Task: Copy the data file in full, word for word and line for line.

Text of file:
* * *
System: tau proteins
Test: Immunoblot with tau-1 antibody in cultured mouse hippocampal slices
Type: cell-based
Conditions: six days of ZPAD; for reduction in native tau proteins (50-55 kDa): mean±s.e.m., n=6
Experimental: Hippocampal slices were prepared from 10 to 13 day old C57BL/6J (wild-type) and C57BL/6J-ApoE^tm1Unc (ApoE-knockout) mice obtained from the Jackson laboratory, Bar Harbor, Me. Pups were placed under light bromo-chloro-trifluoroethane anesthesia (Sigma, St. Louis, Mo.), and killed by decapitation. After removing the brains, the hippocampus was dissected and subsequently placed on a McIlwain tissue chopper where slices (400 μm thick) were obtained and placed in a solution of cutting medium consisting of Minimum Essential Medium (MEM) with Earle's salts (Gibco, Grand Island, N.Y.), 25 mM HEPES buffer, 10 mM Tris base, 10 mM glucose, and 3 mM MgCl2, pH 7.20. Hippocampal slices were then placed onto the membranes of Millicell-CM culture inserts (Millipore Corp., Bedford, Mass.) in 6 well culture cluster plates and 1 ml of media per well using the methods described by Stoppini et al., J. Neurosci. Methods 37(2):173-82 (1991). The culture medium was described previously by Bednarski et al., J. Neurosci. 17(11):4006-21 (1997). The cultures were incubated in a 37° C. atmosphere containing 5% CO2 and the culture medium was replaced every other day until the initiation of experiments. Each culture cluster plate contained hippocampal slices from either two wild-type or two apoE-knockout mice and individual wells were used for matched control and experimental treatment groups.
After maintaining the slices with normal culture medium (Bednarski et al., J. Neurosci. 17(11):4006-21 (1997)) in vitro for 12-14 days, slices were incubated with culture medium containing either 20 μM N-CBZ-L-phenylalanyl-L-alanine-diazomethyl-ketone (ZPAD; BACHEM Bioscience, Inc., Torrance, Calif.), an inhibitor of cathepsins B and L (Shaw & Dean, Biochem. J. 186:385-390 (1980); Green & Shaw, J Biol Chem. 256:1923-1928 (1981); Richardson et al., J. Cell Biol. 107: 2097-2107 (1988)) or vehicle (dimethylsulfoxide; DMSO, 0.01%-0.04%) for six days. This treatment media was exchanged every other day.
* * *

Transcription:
System: tau proteins
Test: Immunoblot with tau-1 antibody in cultured mouse hippocampal slices
Type: cell-based
Conditions: six days of ZPAD; for reduction in native tau proteins (50-55 kDa): mean±s.e.m., n=6
Experimental: Hippocampal slices were prepared from 10 to 13 day old C57BL/6J (wild-type) and C57BL/6J-ApoE^tm1Unc (ApoE-knockout) mice obtained from the Jackson laboratory, Bar Harbor, Me. Pups were placed under light bromo-chloro-trifluoroethane anesthesia (Sigma, St. Louis, Mo.), and killed by decapitation. After removing the brains, the hippocampus was dissected and subsequently placed on a McIlwain tissue chopper where slices (400 μm thick) were obtained and placed in a solution of cutting medium consisting of Minimum Essential Medium (MEM) with Earle's salts (Gibco, Grand Island, N.Y.), 25 mM HEPES buffer, 10 mM Tris base, 10 mM glucose, and 3 mM MgCl2, pH 7.20. Hippocampal slices were then placed onto the membranes of Millicell-CM culture inserts (Millipore Corp., Bedford, Mass.) in 6 well culture cluster plates and 1 ml of media per well using the methods described by Stoppini et al., J. Neurosci. Methods 37(2):173-82 (1991). The culture medium was described previously by Bednarski et al., J. Neurosci. 17(11):4006-21 (1997). The cultures were incubated in a 37° C. atmosphere containing 5% CO2 and the culture medium was replaced every other day until the initiation of experiments. Each culture cluster plate contained hippocampal slices from either two wild-type or two apoE-knockout mice and individual wells were used for matched control and experimental treatment groups.
After maintaining the slices with normal culture medium (Bednarski et al., J. Neurosci. 17(11):4006-21 (1997)) in vitro for 12-14 days, slices were incubated with culture medium containing either 20 μM N-CBZ-L-phenylalanyl-L-alanine-diazomethyl-ketone (ZPAD; BACHEM Bioscience, Inc., Torrance, Calif.), an inhibitor of cathepsins B and L (Shaw & Dean, Biochem. J. 186:385-390 (1980); Green & Shaw, J Biol Chem. 256:1923-1928 (1981); Richardson et al., J. Cell Biol. 107: 2097-2107 (1988)) or vehicle (dimethylsulfoxide; DMSO, 0.01%-0.04%) for six days. This treatment media was exchanged every other day.